Penny Collenette, a former director of appointments in the Prime Minister's Office under Jean Chrétien, is an adjunct professor in the University of Ottawa's faculty of law.
More than 70 years ago, U.S. sociologist Edwin Sutherland coined the term "white-collar crime" during a speech to the American Sociological Society. He defined the behaviour as a "crime committed by a person of respectability and high social status." (Contemporary definitions will also describe white-collar crime as "non-violent.")
Sound familiar? As far as we know, violence has not been evident in the Senate of Canada, but it would appear that respectable individuals of high social status are alleged to have carried out either incidents of, or more seriously, patterns of unacceptable and possibly fraudulent use of taxpayers' money.
The Auditor-General's report released Tuesday, which cost Canadian taxpayers about $23.5-million, outlines in detail strong concerns about the spending habits of senators. The clearest line in the two-year, item-by-item investigation states that the Auditor-General's office started with the "fundamental principle that public funds should not be used to pay for personal or private activities."
If that was a fundamental principle, it clearly wasn't communicated or understood. But really, how clear did it have to be? Anyone knows that the commingling of professional and personal expenses is a "no-no." In the corporate world, certainly, an employee could be fired for such an action, which would likely breach a company's code of ethics. If there was an honest mistake, the employee could perhaps offer to pay the money back, but there would certainly be a blot on a career.
Yet no senator has been fired (it is complicated), although three (Patrick Brazeau, Mike Duffy and Pamela Wallin) are suspended without pay. To further complicate matters, Ms. Wallin is wandering around in a legal limbo. She has been "named and shamed" by her colleagues in the Senate, but still has not been charged by the RCMP.
Meanwhile, some senators have already paid back both large and small amounts of money. None of them seem to agree they should return the money, but for the good of the process and the institution that is apparently what they are doing.
But for all the drama and speculation, it has to be noted that a majority of senators – 86 of them – had "clean" records. What do we take from that? Why did 30 Senators allegedly not understand that what they were doing might raise some red flags? Was it a higher sense of professional responsibility that cloaked the unblemished 86? Did this cohort have a more finely tuned moral compass than their colleagues?
An added dimension of blame was an obvious weak workplace culture. There were few "tone from the top" messages. Was there, or was there not, zero tolerance for misuse of public funds?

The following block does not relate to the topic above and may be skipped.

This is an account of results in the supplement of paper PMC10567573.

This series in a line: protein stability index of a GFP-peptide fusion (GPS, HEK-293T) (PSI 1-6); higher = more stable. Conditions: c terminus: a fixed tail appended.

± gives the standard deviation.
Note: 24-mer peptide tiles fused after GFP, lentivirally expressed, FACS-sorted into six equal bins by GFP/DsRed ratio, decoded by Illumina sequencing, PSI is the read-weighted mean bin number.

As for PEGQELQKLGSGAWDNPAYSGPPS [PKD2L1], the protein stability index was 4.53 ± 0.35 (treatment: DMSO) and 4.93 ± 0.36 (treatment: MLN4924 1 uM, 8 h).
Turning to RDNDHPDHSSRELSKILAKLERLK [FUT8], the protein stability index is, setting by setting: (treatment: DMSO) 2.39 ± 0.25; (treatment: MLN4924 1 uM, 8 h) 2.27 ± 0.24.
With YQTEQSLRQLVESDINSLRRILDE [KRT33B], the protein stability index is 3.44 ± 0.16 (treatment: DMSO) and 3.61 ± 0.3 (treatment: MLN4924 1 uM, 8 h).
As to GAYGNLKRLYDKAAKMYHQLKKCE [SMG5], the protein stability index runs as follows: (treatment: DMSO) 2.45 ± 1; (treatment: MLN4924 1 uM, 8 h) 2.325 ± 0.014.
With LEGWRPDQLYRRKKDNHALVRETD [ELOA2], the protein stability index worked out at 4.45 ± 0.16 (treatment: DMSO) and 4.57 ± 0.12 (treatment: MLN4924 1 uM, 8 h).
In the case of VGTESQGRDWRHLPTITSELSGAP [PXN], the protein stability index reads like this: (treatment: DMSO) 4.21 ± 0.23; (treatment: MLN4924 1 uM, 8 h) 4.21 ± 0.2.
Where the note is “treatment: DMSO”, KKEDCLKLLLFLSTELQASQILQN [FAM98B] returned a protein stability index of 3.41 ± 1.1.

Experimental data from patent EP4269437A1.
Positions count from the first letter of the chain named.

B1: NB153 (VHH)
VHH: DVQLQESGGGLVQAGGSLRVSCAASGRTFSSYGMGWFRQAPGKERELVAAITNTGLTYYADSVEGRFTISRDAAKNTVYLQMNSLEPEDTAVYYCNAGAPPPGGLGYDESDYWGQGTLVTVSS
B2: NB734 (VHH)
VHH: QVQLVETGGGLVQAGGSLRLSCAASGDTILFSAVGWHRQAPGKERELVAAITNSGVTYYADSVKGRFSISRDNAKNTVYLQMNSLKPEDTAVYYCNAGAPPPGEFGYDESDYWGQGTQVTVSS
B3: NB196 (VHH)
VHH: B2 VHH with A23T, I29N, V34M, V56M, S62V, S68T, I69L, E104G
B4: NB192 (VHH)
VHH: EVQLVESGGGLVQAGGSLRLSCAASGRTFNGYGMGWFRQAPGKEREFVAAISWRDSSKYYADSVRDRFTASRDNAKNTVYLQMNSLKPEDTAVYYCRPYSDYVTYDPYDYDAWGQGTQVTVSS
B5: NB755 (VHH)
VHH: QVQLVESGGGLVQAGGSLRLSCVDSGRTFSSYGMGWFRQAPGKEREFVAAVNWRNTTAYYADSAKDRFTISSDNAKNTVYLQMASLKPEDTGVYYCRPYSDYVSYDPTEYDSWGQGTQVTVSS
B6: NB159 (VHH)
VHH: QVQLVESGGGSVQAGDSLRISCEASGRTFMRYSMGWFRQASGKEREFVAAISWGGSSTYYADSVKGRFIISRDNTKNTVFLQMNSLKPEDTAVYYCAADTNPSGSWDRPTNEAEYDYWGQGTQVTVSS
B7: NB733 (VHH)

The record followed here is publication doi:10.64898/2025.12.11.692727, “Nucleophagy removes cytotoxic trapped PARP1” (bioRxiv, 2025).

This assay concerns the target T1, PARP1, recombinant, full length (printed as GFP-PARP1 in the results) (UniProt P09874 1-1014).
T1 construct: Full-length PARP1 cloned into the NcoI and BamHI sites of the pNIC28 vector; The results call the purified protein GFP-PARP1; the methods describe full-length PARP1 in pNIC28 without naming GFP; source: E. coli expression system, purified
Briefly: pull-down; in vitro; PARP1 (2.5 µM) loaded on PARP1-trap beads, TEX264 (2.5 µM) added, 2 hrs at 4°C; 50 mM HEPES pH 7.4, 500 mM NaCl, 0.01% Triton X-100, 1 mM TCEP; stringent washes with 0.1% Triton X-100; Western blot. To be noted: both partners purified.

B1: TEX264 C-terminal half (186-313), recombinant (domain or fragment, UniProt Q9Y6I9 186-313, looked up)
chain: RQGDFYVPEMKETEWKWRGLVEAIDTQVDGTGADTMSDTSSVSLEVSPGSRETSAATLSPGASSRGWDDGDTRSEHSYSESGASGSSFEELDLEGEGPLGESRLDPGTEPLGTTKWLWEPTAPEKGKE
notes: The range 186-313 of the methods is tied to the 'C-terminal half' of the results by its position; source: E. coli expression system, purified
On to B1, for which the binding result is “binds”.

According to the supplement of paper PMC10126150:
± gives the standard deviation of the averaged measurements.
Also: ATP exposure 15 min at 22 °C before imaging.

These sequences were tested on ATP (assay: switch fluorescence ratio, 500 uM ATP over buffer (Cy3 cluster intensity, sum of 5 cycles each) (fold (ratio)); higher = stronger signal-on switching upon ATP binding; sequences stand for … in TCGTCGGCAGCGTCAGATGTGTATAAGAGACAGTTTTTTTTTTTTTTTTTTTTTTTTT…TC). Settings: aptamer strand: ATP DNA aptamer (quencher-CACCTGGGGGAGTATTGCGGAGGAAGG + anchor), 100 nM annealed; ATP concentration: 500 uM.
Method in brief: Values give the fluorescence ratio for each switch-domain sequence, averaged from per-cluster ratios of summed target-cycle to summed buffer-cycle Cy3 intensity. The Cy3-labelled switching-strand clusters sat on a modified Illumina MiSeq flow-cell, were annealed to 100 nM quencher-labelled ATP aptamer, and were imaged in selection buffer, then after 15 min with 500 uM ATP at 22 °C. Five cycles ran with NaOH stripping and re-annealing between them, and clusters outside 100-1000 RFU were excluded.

Two years ago, as the first explosive details were made public about the infamous cheque from the PMO's former chief of staff, Nigel Wright, to Mike Duffy, a bizarre kangaroo-like court took place on the floor of the Senate with accusations, denunciations and high political drama. If there was senior leadership, no one seemed clear on who it was. Was it the secretive Internal Economy Committee, or was it, in fact, the Prime Minister's Office? No one knew who was calling the shots, which made for a murky chain of command, leading to an assumption that there were mixed messages.
But aside from the questions of the use of public money, another important question must be asked. Why, in all these years, with both senators and staff involved, did no one blow the whistle? Why did no one speak truth to power? Why was there a Senate blind eye to serious financial concerns?
Any good external oversight committee which may be set up would most certainly recommend not only the implementation of strong internal controls but also of an ethics reporting line for employees of senators. Even the venerable Ontario Securities Commission is currently debating the issue. The OSC has been taking a hard look at the reward program for whistleblowers, first put in place by the U.S. Securities and Exchange Commission. The successful program is based on regulations stemming from the U.S. Dodd-Frank legislation, which was enacted as a consequence of the misdeeds of the 2008 financial crisis.
In 2014, a survey from PricewaterhouseCoopers noted that more than a third of Canadian companies say they are victims of white-collar crime. One of the issues is "accounting fraud."
Should corporations and the Senate be compared? It is a fair question. After all, thousands of employees have not lost their jobs, nor have they lost their pensions. And shareholders have not lost their investments.
But at the end of the day, taxpayers have had their money abused and wasted. Maybe we will get all the money back. But we have spent a lot of money to find it. The Senate's white collar is clearly not professionally cleaned these days.